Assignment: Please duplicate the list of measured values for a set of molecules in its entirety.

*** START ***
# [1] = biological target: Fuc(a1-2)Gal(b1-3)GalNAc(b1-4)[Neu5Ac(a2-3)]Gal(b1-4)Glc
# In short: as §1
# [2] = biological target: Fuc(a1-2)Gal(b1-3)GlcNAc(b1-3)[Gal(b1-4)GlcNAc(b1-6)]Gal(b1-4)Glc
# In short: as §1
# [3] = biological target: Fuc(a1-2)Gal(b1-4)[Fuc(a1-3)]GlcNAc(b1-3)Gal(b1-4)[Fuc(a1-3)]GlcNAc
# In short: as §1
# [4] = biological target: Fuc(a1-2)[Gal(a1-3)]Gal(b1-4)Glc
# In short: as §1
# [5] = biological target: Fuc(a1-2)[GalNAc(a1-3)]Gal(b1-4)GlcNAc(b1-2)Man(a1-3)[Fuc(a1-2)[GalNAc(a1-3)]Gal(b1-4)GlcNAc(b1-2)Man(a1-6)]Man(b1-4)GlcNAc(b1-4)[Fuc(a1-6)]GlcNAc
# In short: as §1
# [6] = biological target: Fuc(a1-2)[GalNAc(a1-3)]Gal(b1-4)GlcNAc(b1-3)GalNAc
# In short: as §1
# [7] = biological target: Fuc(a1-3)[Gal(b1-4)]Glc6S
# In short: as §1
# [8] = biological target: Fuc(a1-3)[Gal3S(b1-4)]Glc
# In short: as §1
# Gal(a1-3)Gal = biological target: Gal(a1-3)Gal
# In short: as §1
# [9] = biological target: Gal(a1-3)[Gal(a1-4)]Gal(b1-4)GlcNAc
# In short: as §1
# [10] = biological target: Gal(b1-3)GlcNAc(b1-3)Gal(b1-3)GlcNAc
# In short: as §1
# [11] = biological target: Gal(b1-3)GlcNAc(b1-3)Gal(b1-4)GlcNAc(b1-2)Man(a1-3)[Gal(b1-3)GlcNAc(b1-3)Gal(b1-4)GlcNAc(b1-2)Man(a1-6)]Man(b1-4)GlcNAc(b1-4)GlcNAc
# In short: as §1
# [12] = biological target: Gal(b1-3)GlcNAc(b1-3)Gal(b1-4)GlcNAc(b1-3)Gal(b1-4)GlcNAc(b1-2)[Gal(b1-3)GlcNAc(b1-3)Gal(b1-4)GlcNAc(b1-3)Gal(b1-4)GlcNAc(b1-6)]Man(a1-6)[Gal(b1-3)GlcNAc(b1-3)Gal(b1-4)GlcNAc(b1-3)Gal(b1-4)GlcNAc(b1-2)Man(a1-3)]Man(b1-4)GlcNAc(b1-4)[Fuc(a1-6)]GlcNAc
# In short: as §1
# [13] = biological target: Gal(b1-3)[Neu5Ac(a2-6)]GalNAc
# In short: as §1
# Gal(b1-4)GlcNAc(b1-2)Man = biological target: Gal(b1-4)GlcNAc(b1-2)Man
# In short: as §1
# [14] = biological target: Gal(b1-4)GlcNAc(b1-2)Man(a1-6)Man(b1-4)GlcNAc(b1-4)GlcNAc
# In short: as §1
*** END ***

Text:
# [1] = biological target: Fuc(a1-2)Gal(b1-3)GalNAc(b1-4)[Neu5Ac(a2-3)]Gal(b1-4)Glc
# In short: as §1
# [2] = biological target: Fuc(a1-2)Gal(b1-3)GlcNAc(b1-3)[Gal(b1-4)GlcNAc(b1-6)]Gal(b1-4)Glc
# In short: as §1
# [3] = biological target: Fuc(a1-2)Gal(b1-4)[Fuc(a1-3)]GlcNAc(b1-3)Gal(b1-4)[Fuc(a1-3)]GlcNAc
# In short: as §1
# [4] = biological target: Fuc(a1-2)[Gal(a1-3)]Gal(b1-4)Glc
# In short: as §1
# [5] = biological target: Fuc(a1-2)[GalNAc(a1-3)]Gal(b1-4)GlcNAc(b1-2)Man(a1-3)[Fuc(a1-2)[GalNAc(a1-3)]Gal(b1-4)GlcNAc(b1-2)Man(a1-6)]Man(b1-4)GlcNAc(b1-4)[Fuc(a1-6)]GlcNAc
# In short: as §1
# [6] = biological target: Fuc(a1-2)[GalNAc(a1-3)]Gal(b1-4)GlcNAc(b1-3)GalNAc
# In short: as §1
# [7] = biological target: Fuc(a1-3)[Gal(b1-4)]Glc6S
# In short: as §1
# [8] = biological target: Fuc(a1-3)[Gal3S(b1-4)]Glc
# In short: as §1
# Gal(a1-3)Gal = biological target: Gal(a1-3)Gal
# In short: as §1
# [9] = biological target: Gal(a1-3)[Gal(a1-4)]Gal(b1-4)GlcNAc
# In short: as §1
# [10] = biological target: Gal(b1-3)GlcNAc(b1-3)Gal(b1-3)GlcNAc
# In short: as §1
# [11] = biological target: Gal(b1-3)GlcNAc(b1-3)Gal(b1-4)GlcNAc(b1-2)Man(a1-3)[Gal(b1-3)GlcNAc(b1-3)Gal(b1-4)GlcNAc(b1-2)Man(a1-6)]Man(b1-4)GlcNAc(b1-4)GlcNAc
# In short: as §1
# [12] = biological target: Gal(b1-3)GlcNAc(b1-3)Gal(b1-4)GlcNAc(b1-3)Gal(b1-4)GlcNAc(b1-2)[Gal(b1-3)GlcNAc(b1-3)Gal(b1-4)GlcNAc(b1-3)Gal(b1-4)GlcNAc(b1-6)]Man(a1-6)[Gal(b1-3)GlcNAc(b1-3)Gal(b1-4)GlcNAc(b1-3)Gal(b1-4)GlcNAc(b1-2)Man(a1-3)]Man(b1-4)GlcNAc(b1-4)[Fuc(a1-6)]GlcNAc
# In short: as §1
# [13] = biological target: Gal(b1-3)[Neu5Ac(a2-6)]GalNAc
# In short: as §1
# Gal(b1-4)GlcNAc(b1-2)Man = biological target: Gal(b1-4)GlcNAc(b1-2)Man
# In short: as §1
# [14] = biological target: Gal(b1-4)GlcNAc(b1-2)Man(a1-6)Man(b1-4)GlcNAc(b1-4)GlcNAc
# In short: as §1